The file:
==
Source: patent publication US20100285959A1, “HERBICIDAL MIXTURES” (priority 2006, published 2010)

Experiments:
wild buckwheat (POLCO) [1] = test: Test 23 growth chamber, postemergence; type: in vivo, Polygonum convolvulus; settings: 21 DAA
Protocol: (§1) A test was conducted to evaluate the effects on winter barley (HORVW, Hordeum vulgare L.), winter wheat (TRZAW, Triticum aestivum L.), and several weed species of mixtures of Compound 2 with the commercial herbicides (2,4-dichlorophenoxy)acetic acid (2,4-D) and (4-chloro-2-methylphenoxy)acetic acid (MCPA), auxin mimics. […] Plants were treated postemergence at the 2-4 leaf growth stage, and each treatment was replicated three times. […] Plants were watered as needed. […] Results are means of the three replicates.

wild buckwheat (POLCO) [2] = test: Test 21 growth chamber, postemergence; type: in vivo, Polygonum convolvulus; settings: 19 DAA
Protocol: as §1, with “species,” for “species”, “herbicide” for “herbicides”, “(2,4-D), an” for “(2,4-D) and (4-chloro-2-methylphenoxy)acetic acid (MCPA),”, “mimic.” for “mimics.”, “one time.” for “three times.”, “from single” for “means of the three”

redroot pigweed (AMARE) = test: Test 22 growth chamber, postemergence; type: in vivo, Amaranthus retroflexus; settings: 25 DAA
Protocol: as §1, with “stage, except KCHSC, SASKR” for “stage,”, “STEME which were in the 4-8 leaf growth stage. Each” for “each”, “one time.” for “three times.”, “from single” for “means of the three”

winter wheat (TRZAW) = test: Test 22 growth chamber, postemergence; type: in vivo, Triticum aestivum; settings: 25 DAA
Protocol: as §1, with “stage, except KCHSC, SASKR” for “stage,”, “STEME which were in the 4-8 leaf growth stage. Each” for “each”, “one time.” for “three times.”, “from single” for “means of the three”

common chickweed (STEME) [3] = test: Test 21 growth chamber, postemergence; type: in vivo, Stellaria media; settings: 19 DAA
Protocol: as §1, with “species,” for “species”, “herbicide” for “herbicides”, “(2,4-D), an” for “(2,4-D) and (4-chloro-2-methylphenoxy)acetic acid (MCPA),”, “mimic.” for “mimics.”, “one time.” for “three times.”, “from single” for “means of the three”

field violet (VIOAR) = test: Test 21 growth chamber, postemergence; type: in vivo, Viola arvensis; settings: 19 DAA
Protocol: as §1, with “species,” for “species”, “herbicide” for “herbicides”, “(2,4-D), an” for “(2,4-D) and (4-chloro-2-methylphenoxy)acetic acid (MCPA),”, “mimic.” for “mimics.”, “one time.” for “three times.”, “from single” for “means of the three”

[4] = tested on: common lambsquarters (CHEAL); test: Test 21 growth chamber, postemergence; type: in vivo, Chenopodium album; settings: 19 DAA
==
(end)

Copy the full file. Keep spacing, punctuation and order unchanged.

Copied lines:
Source: patent publication US20100285959A1, “HERBICIDAL MIXTURES” (priority 2006, published 2010)

Experiments:
wild buckwheat (POLCO) [1] = test: Test 23 growth chamber, postemergence; type: in vivo, Polygonum convolvulus; settings: 21 DAA
Protocol: (§1) A test was conducted to evaluate the effects on winter barley (HORVW, Hordeum vulgare L.), winter wheat (TRZAW, Triticum aestivum L.), and several weed species of mixtures of Compound 2 with the commercial herbicides (2,4-dichlorophenoxy)acetic acid (2,4-D) and (4-chloro-2-methylphenoxy)acetic acid (MCPA), auxin mimics. […] Plants were treated postemergence at the 2-4 leaf growth stage, and each treatment was replicated three times. […] Plants were watered as needed. […] Results are means of the three replicates.

wild buckwheat (POLCO) [2] = test: Test 21 growth chamber, postemergence; type: in vivo, Polygonum convolvulus; settings: 19 DAA
Protocol: as §1, with “species,” for “species”, “herbicide” for “herbicides”, “(2,4-D), an” for “(2,4-D) and (4-chloro-2-methylphenoxy)acetic acid (MCPA),”, “mimic.” for “mimics.”, “one time.” for “three times.”, “from single” for “means of the three”

redroot pigweed (AMARE) = test: Test 22 growth chamber, postemergence; type: in vivo, Amaranthus retroflexus; settings: 25 DAA
Protocol: as §1, with “stage, except KCHSC, SASKR” for “stage,”, “STEME which were in the 4-8 leaf growth stage. Each” for “each”, “one time.” for “three times.”, “from single” for “means of the three”

winter wheat (TRZAW) = test: Test 22 growth chamber, postemergence; type: in vivo, Triticum aestivum; settings: 25 DAA
Protocol: as §1, with “stage, except KCHSC, SASKR” for “stage,”, “STEME which were in the 4-8 leaf growth stage. Each” for “each”, “one time.” for “three times.”, “from single” for “means of the three”

common chickweed (STEME) [3] = test: Test 21 growth chamber, postemergence; type: in vivo, Stellaria media; settings: 19 DAA
Protocol: as §1, with “species,” for “species”, “herbicide” for “herbicides”, “(2,4-D), an” for “(2,4-D) and (4-chloro-2-methylphenoxy)acetic acid (MCPA),”, “mimic.” for “mimics.”, “one time.” for “three times.”, “from single” for “means of the three”

field violet (VIOAR) = test: Test 21 growth chamber, postemergence; type: in vivo, Viola arvensis; settings: 19 DAA
Protocol: as §1, with “species,” for “species”, “herbicide” for “herbicides”, “(2,4-D), an” for “(2,4-D) and (4-chloro-2-methylphenoxy)acetic acid (MCPA),”, “mimic.” for “mimics.”, “one time.” for “three times.”, “from single” for “means of the three”

[4] = tested on: common lambsquarters (CHEAL); test: Test 21 growth chamber, postemergence; type: in vivo, Chenopodium album; settings: 19 DAA